- The Washington Times - Sunday, March 31, 2002

Strong as steel, tender as an angel. Witness the military wife keeper of flame, flier of flag, payer of bills, mother, lover, partner, fixer. Her life includes the magnificent and the mundane, the noble and the frustrating. There are beautiful reunions, long waits, mad romance and moments when the reality of her husband's profession becomes unthinkably clear.
"One day, weeks after he had left, we got an e-mail message," said Rena Tumbleson, whose husband, Maj. Daryll Tumbleson, has been in Afghanistan for the past four months with the U.S. Army's 10th Mountain Division.
"My husband told us that when we started feeling sad, to remember he was there for a just cause. And to remember those who have been lost, who didn't make it," she said. "That helped me, it helped our daughter, Shelby. I know we're going to make it through this, and we pray for those who didn't."
One popular parable about military wives has circulated in-house for years: The good Lord, it seems, was on overtime trying to create the very first military wife. The standard wife just wouldn't do.
This military wife would be independent, cheerful, have the heart of a lion, a generous spirit, run on black coffee, move her home 10 times in 17 years and have six pairs of hands, the Lord reasoned.
And the small tear on her cheek, the Lord said, was for the joy, sadness, pain, disappointment, loneliness, pride and dedication to the values she and her husband hold dear.
The wives themselves present a united front.
"We are a true sisterhood," Mrs. Tumbleson said. "Regardless of what service our husbands are in, we stick together, and we're proud of who we are. I wouldn't trade this life for anything."
September 11 has touched the hearts of every one of them.
"After 9/11, how can I complain if my husband must be away? My husband is eventually going to come home. Some people are not that fortunate. And he's doing something for his country," said Heather Welch of Norfolk, wife of Navy Lt. j.g. Bill Welch, who is currently serving in the Atlantic aboard the amphibious assault ship USS Bataan.
This is her first deployment.
"What makes a strong military wife? You can't be selfish. When it comes to your husband's job, it can't be about you," Mrs. Welch said. "You have to be strong and accept what's happening."
The Navy, she said, has gone to great lengths to keep husbands and wives in contact with one another. She has received e-mails and a phone call every two weeks during her husband's six months at sea.
"I think September 11 has helped explain to my two children what their dad does," Mrs. Welch said. "They are proud to tell people about their father, and where he is."

Life without a husband
Military wives slowly learn to live with their husbands' absences. Life's major events continue to unfold: babies are born, first steps taken, holidays come and go. The wives reach out to each other, sharing the common joys and woes of those left behind.
At one of the many busy Internet Web sites (www.militarywives.com) for these women, husbands are depicted as heroes. Unabashedly proud and affectionate wives swap stories about "my sailor" or "my Marine," and their plans for a happy reunion. One young woman who married her husband just 9 hours before he was sent overseas was already planning his homecoming, which included champagne and Oreo cookies "his favorite."
Wives take care of each other, said Jeanette Frick, wife of Marine Col. Andrew P. Frick, who will soon return to their home in Camp Lejeune, N.C., after a nine-month rotation in the Arabian Sea.
"A Marine wife knows her husband is always deployable, so you can't be upset over things which you have no control," Mrs. Frick said. "You don't sit around and feel sorry for yourself. You learn how to survive. I encourage our wives not to dwell on the negative. If she gets depressed and vents to her husband and he gets distracted, it could jeopardize his safety."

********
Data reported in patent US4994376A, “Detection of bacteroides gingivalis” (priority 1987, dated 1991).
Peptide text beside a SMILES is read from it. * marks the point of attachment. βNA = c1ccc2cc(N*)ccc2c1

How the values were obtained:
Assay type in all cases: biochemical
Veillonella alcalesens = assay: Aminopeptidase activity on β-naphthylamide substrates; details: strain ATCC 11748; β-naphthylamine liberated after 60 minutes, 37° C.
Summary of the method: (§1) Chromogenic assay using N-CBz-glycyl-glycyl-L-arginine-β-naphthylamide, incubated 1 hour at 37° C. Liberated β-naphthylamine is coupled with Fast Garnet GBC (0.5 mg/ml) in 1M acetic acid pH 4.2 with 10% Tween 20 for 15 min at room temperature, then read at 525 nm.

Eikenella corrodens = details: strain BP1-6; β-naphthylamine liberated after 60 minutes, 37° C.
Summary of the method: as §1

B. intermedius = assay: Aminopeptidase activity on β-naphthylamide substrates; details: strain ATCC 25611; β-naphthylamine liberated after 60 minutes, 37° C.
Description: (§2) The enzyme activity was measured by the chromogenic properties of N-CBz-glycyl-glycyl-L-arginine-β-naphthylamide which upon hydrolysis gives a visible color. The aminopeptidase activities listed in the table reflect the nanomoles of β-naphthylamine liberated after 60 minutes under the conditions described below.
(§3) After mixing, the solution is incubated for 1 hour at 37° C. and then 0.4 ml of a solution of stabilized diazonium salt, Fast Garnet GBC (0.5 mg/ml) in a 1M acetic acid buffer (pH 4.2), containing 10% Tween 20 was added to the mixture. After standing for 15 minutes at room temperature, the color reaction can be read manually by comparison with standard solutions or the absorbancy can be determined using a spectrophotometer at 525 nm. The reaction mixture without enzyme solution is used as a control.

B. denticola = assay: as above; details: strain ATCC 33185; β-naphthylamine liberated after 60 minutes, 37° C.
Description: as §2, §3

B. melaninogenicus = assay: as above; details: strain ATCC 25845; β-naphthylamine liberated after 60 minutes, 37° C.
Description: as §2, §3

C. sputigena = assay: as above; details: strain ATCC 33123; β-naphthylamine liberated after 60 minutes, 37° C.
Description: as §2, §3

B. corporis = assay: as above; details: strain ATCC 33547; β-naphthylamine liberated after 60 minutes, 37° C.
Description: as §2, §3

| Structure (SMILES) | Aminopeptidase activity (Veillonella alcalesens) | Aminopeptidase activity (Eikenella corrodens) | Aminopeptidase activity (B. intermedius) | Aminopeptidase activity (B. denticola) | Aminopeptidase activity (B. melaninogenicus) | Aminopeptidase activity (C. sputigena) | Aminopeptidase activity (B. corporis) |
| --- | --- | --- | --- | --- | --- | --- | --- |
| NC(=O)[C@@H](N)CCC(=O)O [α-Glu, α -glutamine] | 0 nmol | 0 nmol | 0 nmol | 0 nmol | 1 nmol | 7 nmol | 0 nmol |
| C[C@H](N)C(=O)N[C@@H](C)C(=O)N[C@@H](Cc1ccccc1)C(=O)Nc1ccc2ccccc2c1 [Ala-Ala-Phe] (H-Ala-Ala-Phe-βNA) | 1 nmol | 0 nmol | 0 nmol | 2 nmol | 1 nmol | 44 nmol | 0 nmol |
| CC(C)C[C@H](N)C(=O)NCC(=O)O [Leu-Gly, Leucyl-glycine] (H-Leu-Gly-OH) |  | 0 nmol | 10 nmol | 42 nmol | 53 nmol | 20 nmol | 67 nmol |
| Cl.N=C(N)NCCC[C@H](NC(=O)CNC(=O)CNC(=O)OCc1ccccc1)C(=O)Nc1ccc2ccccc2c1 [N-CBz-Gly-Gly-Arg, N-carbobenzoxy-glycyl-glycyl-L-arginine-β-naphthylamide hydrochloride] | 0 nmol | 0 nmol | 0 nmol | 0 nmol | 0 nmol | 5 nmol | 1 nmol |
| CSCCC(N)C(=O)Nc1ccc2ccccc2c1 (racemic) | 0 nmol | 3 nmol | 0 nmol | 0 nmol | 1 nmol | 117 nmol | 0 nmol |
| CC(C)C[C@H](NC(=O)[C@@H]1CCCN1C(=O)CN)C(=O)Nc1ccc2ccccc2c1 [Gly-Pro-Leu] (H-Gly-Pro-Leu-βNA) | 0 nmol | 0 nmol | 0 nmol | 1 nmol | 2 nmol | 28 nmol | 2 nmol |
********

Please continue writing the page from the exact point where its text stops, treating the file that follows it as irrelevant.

Military wives are generous with their support.
"We're behind them 110 percent," Mrs. Tumbleson said. "And that extends to our single guys. If they have no family, no wife we make sure they know we're rooting for them, too."
But with all the pride, patriotism and can-do spirit, the visceral and often unspoken concern for her husband's safety and well-being is a constant for every wife.
"How will I know if my husband has left the area?" was a question posed in a matter-of-fact question/answer advisory for new Army wives at Fort Benning, Ga.
"Wives are notified of deployment by the Battalion Rear Detachment as soon as the information can be released. If you have not heard from your husband for several days and rumors lead you to suspect that he may have been deployed elsewhere, you may call the Non-Commissioned Officer in Charge at Battalion Headquarters … don't panic," the advisory states.
"It is Army policy to notify the listed next of kin of injury or death as soon as possible," it continues. "Official notification of death during a deployment or other military exercise will always be made to the family by a uniformed member of the United States Army."

Closing ranks
In the most dire moments, the military closes ranks and guards its own, a quality brought home for the family of Army Ranger Cpl. Matthew A. Commons. The 21-year-old was the youngest of seven U.S. servicemen killed March 4 while fighting al Qaeda forces in eastern Afghanistan.
Fellow Rangers in full uniform gathered to sing "God Bless America" in the fallen soldier's Alexandria neighborhood during a candlelight vigil a week later. Another 25 arrived from Hunter Army Airfield in Savannah, Ga., for his burial in Arlington National Cemetery. Members of the Air Force and Marines attended, all of them in uniform.
It is all part of the experience.
"Marrying a service member means more than marrying the man it means marrying into the military family and its way of life," writes Lydia Sloane Cline in the 1998 book, "Today's Military Wife: Meeting the Challenges of Service Life," one of several dozen contemporary books on the art and science of military life.
"The military recruits soldiers, sailors, airmen and Marines but it retains families. If the spouse is not happy, that service member may leave the service," said Lillie Cannon of the National Military Family Association (NMFA), a Virginia-based, primarily volunteer group originally founded as the National Military Wives Association in 1969.